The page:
Zero-days — bugs that are unknown to both vendors and users — are often weaponized by governments, criminals, and private arms dealers who sell to the highest bidders. The market for zero-days means that newly discovered bugs are liable to go unpatched until they are used in a high-profile cyberattack or independently discovered by researchers who'd rather keep their neighbors safe than make a profit.
The market for zero-days was created by a combination of corporate bullying and governmental desire for cyberweapons. Researchers who disclosed their findings to companies found themselves either ignored or worse, facing legal threats when they tried to publish their findings. Meanwhile, governments started to buy and warehouse zero-days that they could use to attack their adversaries, being largely indifferent to the possibility that their adversaries might use the same bugs to attack the citizens these governments were supposed to be defending.
With the international Wassenaar arms-limitation agreement being expanded to cover some cyberweapons, the debate over the buying and selling of zero days is heating up. The Ars Technica primer on the zero-day markets is a great backgrounder for the coming debates.
At the moment, Wassenaar doesn't regulate zero-days or exploits; rather, it regulates the technology that would be used to create or interact with them. Lobbying from Oracle, a long-time enemy of security research, and some other big companies is trying to change that. "I think Oracle has fallen into the same trap that I've seen with other organisations that invest a lot, internally, into securing software," said Moussouris. "They look at the number of vulnerabilities that they find internally, and then they look at the relatively small percentage that are reported from the outside—and they mistake that big disparity for a reason why they should continue as they always have, and discouraging reports from the outside.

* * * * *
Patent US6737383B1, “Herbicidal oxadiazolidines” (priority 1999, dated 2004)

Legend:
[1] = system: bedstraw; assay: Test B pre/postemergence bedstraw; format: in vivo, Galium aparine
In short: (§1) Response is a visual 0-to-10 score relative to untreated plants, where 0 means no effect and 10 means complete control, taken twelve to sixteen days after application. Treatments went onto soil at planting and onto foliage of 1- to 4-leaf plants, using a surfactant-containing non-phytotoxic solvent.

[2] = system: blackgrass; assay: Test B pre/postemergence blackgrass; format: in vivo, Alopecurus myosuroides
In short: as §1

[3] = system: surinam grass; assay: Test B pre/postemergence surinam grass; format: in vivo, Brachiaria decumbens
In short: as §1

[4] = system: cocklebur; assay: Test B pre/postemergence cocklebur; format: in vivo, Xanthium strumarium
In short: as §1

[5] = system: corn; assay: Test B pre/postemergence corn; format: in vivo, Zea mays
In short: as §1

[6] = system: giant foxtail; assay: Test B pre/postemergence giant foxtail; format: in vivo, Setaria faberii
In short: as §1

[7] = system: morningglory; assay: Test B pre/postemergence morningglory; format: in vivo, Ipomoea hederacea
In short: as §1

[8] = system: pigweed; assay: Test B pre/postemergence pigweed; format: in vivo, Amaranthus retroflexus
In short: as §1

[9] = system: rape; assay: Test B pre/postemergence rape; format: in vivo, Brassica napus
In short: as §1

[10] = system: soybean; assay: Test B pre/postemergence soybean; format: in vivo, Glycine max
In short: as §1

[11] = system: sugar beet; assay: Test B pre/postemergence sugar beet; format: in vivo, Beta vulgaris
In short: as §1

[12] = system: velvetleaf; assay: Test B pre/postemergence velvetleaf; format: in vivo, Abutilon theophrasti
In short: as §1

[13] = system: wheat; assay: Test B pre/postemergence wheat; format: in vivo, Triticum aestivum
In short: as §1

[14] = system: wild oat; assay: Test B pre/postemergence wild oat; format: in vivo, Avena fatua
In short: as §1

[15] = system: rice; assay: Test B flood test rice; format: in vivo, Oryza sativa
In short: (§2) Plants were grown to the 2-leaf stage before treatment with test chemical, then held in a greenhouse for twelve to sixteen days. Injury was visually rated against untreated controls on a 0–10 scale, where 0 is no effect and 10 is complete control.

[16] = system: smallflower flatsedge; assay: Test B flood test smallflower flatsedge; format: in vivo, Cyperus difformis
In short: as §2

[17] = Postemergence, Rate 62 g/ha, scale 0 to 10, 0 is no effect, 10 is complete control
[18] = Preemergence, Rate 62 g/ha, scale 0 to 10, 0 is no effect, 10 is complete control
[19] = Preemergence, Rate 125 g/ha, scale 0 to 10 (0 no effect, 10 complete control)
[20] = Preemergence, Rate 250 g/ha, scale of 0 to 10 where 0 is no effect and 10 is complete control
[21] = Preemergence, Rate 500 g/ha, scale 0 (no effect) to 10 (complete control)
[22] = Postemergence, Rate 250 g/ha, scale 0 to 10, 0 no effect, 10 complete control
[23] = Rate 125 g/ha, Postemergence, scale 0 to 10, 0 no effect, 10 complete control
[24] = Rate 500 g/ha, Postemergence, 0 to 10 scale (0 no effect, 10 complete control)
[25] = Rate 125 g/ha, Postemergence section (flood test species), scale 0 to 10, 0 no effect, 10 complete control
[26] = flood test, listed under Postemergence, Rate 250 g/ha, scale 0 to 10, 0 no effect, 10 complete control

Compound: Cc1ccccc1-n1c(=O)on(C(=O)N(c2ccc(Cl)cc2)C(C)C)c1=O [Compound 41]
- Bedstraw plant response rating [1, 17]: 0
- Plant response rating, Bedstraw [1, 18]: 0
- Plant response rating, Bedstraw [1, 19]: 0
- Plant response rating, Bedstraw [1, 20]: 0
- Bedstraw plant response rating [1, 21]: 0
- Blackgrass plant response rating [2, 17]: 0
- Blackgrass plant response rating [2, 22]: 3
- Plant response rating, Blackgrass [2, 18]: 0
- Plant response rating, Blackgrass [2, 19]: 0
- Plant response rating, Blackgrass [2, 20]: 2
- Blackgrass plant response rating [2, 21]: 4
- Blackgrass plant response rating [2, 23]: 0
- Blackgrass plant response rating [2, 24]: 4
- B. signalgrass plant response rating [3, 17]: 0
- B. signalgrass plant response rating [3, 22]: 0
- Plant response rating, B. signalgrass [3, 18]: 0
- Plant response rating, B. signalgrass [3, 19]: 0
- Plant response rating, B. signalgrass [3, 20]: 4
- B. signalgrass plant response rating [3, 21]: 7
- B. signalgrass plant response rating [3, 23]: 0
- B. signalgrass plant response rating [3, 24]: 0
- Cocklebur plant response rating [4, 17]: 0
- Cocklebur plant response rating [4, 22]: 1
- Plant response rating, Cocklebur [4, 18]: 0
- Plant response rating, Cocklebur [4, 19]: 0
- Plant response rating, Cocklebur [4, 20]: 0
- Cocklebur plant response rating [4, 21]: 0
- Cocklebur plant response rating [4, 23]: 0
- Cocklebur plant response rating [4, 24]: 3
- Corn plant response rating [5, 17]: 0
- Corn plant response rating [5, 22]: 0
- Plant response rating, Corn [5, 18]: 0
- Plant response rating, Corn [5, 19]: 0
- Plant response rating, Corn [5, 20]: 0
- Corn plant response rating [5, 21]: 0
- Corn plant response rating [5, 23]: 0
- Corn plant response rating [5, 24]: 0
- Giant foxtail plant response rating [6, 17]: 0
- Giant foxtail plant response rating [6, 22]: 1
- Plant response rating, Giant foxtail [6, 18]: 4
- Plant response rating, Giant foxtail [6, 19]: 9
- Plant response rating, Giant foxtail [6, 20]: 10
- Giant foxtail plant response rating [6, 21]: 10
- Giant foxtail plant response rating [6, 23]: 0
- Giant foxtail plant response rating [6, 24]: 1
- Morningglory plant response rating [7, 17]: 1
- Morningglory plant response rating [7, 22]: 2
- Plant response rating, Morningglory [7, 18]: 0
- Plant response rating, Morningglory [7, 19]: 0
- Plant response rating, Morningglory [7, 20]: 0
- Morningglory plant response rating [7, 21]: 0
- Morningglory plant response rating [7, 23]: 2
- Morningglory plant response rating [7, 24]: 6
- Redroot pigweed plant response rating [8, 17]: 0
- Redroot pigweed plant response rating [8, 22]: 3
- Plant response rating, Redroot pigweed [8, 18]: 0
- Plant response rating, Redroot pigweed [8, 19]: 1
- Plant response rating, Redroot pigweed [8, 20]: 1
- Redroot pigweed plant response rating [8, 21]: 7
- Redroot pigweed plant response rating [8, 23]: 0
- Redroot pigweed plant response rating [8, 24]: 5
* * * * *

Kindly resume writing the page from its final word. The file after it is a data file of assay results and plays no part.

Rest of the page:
"The truth of the matter, upon further analysis and drawing from my own experiences building vulnerability coordination and bug bounty programs at Microsoft, is that you'd see the same thing: Microsoft was incredibly good at finding its own bugs, and would find way more than outside researchers. But that was by design! That means Microsoft was doing its job by trying to secure its own software first, by building very specialised tools, hiring specialised people—and that's good and correct."
Even if Oracle and friends successfully lobby for the regulation of security research and disclosure, another thorny issue will present itself: How do you define a zero-day, anyway? A zero-day could be a vulnerability that's unknown to the vendor. Or it could be known to various parties other than the vendor. Or it could simply be a vulnerability for which there is currently no patch. At the same time, there are plenty of issues out there where the vendor knows about it, but for myriad reasons it hasn't provided a patch.
The first rule of zero-days is no one talks about zero-days (so we'll explain)
[Sebastian Anthony/Ars Technica]